Original Cabinet Office BIM Core Team member, Jaimie Johnston, tells us his BIM story
The 2019 show has some of the very best, high-calibre technology and BIM experts in the industry today, and as part of our BIM-star line up we welcome Jaimie Johnston, Board Director and Head of Global Systems at Bryden Wood and formerly one of the Cabinet Office’s Core BIM Team.
As part of our “in conversation with” series we chatted with Jaimie to find out what we can expect from his talk at the show and his views on the wider BIM environment.
What is your current role?
Board Director and Head of Global Systems at Bryden Wood. ‘Systems’ refers to both physical systems (design for manufacture and component build solutions for healthcare, education, aviation, pharmaceutical and infrastructure projects) and information systems (data analysis, digital delivery and BIM) for projects in the UK, Europe and Asia.
I am also the Design Lead for the Transforming Construction Alliance, which in late 2018 was awarded £72 million to set up the Core Innovation Hub to drive innovation and technological advances in the UK construction and infrastructure sectors.
What does BIM mean to you and how do you use/implement digital construction methodology on your projects.
Firstly, I would say ‘BIM’ is not a technological solution – it is a way of working, using models and data to create a collaborative workflow.
Currently people’s ‘mental picture’ tends to be with BIM at the centre of everything, with lots of different stakeholders and project team members viewing BIM as the central ‘single version of the truth’. However, since 2016 BIM has gone from ‘the gold standard’, to the ‘minimum requirement’ and with digital tools are becoming increasingly sophisticate, BIM is now just one view of a central data set.
We need to use BIM – to harness what it provides in terms of informational content and structure for example – but we also need to move beyond it. We need an expanded ecosystem that includes BIM, but also embraces many different elements of digital technology including generative design, algorithmic simulation, geospatial analysis, VR, AR, IoT etc.
At Bryden Wood we have always been at the forefront of digital engineering, and we now use BIM as part of a much wider digital capability. Alongside BIM content creators we have experts in mathematical modelling, virtual prototyping and discrete event simulation, as well as teams who create client specific apps and advanced digital workflows.
When did you first start working with BIM?
I was part of the original Cabinet Office BIM Core Team, working alongside Mark Bew and others from 2011, and developed the early departmental BIM implementation strategies, as well as assisting in developing the suite of PAS documents.
Why should BIM Show Live visitors attend your talk?
For over 24 years Bryden Wood have been leading the industry in industrialised construction, looking to create a more productive and sustainable industry by learning from other sectors. We have created enormous benefit by working with forward thinking clients including GlaxoSmithKline, Heathrow and Circle Health. In the last couple of years, we have seen our way of working gain increasing traction as the wider industry faces the challenges relating to skills gap, ageing workforce, low productivity etc.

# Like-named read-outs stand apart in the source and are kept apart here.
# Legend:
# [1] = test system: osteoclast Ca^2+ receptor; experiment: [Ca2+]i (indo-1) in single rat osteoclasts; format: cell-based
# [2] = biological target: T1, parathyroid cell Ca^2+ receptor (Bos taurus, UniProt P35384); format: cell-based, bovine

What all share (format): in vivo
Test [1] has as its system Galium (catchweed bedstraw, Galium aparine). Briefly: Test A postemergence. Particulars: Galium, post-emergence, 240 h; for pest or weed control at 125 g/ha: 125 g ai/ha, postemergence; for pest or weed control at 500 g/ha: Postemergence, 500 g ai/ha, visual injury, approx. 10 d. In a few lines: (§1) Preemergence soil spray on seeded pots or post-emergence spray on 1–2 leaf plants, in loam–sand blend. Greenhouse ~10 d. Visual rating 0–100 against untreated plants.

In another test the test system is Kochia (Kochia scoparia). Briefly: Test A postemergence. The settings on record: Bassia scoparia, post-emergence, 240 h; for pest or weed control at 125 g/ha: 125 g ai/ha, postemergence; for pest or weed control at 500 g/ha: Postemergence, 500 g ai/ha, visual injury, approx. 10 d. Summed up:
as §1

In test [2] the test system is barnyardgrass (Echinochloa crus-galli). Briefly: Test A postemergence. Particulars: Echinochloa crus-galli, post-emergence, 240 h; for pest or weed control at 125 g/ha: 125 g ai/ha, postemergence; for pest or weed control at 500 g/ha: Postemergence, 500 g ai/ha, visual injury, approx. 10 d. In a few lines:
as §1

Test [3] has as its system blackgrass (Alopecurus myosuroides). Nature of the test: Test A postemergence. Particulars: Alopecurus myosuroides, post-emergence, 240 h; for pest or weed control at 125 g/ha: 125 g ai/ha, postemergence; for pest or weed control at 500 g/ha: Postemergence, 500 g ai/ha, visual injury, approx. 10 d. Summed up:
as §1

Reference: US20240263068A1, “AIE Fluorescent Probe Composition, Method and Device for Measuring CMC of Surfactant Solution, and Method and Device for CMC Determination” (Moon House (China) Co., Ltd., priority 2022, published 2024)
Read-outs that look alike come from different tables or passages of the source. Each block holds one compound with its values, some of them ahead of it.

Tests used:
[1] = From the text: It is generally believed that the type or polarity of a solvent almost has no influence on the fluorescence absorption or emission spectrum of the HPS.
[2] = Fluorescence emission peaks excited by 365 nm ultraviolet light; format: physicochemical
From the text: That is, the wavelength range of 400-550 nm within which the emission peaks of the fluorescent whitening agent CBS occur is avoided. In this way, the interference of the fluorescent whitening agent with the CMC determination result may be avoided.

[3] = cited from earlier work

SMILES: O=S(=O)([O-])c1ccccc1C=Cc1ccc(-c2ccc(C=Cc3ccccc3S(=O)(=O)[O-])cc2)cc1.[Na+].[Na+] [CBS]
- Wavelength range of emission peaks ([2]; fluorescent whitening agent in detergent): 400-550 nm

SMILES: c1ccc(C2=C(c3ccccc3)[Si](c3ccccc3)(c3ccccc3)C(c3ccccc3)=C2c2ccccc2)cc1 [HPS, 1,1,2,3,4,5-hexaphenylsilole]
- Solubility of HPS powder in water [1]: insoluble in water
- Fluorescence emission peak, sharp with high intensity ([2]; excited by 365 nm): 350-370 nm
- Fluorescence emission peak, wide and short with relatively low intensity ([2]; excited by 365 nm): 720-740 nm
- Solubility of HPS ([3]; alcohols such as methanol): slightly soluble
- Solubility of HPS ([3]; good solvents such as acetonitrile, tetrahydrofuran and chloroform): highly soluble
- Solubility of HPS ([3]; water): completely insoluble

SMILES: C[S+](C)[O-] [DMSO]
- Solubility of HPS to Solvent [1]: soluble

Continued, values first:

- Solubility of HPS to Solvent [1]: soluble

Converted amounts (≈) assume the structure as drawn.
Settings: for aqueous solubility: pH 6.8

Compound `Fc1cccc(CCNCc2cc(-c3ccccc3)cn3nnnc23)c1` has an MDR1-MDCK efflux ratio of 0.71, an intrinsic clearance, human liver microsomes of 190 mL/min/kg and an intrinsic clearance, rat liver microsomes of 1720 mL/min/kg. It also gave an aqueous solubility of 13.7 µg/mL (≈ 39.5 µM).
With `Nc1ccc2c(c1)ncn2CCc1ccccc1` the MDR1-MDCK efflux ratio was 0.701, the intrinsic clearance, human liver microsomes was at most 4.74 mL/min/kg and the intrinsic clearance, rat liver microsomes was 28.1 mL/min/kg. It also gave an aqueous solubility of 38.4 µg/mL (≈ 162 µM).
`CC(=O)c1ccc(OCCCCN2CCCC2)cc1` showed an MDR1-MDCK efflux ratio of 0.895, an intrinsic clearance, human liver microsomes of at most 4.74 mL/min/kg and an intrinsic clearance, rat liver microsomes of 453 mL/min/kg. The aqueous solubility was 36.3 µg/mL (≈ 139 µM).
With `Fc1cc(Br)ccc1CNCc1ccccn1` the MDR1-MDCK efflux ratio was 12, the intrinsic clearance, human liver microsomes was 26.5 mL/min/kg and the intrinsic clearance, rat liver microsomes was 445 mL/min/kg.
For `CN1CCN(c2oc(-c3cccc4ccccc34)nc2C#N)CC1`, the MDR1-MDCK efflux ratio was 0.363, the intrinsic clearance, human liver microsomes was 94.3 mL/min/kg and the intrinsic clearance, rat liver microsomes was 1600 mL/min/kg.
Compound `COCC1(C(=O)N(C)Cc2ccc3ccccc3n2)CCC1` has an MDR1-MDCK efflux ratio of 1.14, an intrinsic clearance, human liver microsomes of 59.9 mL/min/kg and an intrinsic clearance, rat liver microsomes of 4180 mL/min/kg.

In particular, we have been working closely with public sector clients in two key areas:
- Developing a ‘Platform’-based approach, creating common components that can be used across sectors to create a high consistency demand for manufactured components.
- Developing advanced digital workflows for Highways England, the Greater London Assembly, the Education and Skills funding Agency.
This work was influential in the Government’s adoption of a ‘presumption in favour of offsite’, as set out in the 2017 Autumn Statement.
More recently, the Infrastructure Projects Authority proposed a ‘Platform approach to Design for Manufacture and Assembly (P-DfMA)’ that built on our work on Platforms which, in their words is ‘currently the most promising trend in the construction and engineering sector.’
This talk will explain our work on Platforms, how they could help to massively increase productivity in construction and how they are inexorably linked to new digitally enabled ways of working.
We believe these are ideas that, if the whole industry were to support, would vastly accelerate the improvement of the industry.
What technologies in the AEC industry currently impress you the most?
Recent work by our Creative Technologies team, working with the Highways England Smart Motorways team, has automated the early stage design of Smart Motorways. This has created huge efficiencies in the early stage design process and as a proof of how automation in design can unlock real value it has very wide-reaching implications.
What do you think will be the next big thing in BIM and digital construction?
We are already seeing the impact of generative design and algorithmic simulation on design; not just doing the same design process faster but increasing the ‘search area’ of ideas to try thousands or hundreds of thousands of possible solutions. Once this is linked to the vast amounts of data soon to be unleashed by the increasing numbers of IoT devices we may see buildings becoming self-optimising and far more response and ‘pro-active’.
New forms of architecture tend to arise from new forms of technology (we couldn’t build more than a few storeys tall until we had lifts, for instance). I think the rise of, for example, generative design linked to Platforms could give rise to a new and exciting form of architecture.
Jaimie Johnston is talking at BIM Show Live on Day 1 at 11.15am on the Sir Bobby Robson Stage: “Disruption is almost inevitable: the question is how we as an industry choose to respond”